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Thursday, May 29, 2014

Why NY feels Entitled

So if you don't know a lot of hip-hop history or need a refresher course because you're not 40 and not from the big Apple I suggest once again that you check out the Combat Jack show. The link is over on the right there. This dude brings it all to the forefront with some of the legends of the game and they tell you the real background behind a lot of the great history we only got the results of. Recently I listened to Marley Marl, D-Nice, and even DJ Whoo Kid who while not old-school, can really bring you behind the scenes especially during the mid to late 90's. It brings to mind some of the New York Rappers of today and how they feel they are entitled to be the main event when it comes to rap music.




Honestly a large portion of the early classic rap history took place in NY. I can't say all because while the nY artists dominated the airwaves and sales, there were still movements out West beginning and in the other regions as well. But it's evident that when you listen to these guys tell their tales that one of the main things is that everyone knew and interacted with each other. The stories are all so inter connected and thus woven into the tapestry of what rap music is known as it's easy to understand just why New Yorkers feel as if Hip-hop is theirs. It's history is synonymous with many of the boroughs and tales of the streets. Just listening to Marley Marl and and D-Nice tell the same story of how the Juice Crew and BDP started beefing and their reflections on it from two different perspectives is great to see well hear, but it paints such a picture.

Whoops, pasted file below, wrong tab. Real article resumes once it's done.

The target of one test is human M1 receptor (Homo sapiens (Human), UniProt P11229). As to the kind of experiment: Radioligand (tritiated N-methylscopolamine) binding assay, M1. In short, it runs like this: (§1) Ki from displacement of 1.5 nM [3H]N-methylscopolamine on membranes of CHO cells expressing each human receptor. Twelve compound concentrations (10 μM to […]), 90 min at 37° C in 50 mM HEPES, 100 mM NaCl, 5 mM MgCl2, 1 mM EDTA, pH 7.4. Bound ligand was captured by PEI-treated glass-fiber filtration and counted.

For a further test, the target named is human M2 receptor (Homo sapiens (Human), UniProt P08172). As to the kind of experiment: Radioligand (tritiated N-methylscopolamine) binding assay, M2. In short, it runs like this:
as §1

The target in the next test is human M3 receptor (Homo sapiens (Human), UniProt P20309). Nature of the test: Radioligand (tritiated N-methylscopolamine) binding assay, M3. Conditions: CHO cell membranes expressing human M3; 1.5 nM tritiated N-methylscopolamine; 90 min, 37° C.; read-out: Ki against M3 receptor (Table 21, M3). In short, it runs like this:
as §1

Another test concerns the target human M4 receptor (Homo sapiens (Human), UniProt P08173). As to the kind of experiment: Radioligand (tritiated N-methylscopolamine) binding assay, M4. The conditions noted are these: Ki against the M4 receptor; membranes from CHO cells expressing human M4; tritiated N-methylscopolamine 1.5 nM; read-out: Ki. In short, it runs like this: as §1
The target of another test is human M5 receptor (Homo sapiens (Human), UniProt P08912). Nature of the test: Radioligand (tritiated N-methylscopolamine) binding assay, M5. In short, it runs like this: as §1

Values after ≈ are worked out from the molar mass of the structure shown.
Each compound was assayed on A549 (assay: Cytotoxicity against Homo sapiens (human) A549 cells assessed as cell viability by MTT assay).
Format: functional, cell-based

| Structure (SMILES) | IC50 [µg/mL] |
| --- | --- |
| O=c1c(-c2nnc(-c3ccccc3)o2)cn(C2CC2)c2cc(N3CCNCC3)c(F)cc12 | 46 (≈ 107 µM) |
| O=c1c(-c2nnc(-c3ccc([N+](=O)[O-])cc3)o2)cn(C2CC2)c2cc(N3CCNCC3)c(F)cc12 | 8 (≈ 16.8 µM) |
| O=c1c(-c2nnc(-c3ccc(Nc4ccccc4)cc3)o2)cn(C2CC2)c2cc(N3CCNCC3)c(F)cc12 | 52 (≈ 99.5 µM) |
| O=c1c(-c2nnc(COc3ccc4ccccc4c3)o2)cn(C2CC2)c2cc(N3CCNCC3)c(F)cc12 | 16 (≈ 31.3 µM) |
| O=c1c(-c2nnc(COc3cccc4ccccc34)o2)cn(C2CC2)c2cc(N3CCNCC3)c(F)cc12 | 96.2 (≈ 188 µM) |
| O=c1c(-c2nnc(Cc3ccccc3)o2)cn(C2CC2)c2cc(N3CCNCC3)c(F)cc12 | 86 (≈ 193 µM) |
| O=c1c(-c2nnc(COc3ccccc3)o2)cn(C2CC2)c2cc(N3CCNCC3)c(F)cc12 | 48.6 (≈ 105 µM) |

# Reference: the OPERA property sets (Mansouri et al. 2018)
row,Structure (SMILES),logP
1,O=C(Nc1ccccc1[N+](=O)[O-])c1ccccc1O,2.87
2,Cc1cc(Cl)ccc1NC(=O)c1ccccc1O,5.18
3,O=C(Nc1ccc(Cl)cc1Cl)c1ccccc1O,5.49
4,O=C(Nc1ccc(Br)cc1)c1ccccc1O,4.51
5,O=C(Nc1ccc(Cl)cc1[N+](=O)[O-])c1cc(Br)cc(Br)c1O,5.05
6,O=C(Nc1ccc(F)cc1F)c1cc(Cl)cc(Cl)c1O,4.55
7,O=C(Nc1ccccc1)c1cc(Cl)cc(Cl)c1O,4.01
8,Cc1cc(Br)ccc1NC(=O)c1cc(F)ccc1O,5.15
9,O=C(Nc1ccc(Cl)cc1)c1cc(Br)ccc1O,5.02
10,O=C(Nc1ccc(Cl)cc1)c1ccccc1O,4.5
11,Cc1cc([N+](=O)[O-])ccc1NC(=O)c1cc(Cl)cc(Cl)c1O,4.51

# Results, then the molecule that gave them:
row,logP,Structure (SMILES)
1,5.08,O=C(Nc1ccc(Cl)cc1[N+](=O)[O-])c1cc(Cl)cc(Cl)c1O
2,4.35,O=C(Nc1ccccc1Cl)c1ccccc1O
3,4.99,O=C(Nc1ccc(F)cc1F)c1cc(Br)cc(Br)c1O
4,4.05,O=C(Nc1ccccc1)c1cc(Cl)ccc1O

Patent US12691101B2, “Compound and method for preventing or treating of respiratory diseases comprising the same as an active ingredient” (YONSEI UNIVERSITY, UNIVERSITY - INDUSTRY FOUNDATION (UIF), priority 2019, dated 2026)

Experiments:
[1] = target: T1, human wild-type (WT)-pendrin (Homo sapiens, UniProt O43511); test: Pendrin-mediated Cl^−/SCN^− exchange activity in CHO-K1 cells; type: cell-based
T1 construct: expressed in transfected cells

Part of what the problem is that now that hip-hop isn't based in NY when it comes to artists is that these stories today's artists have don't have any value. Those stories now belong to Atlanta, Miami, and New Orleans. The other thing is that since there are so few rappers who are at the top or battling it out, because it has settled down from those early days, is that not many other guys ever become popular enough from those cities that the stories, if they exist matter. I mean when No Limit was popping and Cash Money was trying to come up there was friction, there were stories. But no No Limit is gone and no one from that era and label are relevant to tell the stories of what happened in Louisiana during that time frame.



That is the one thing that is unique to New York hip hop. So to all of the new artists I say this, learn your history and love and respect what history you have had. Realize this, you probably won't ever be getting it back. The world is different now.

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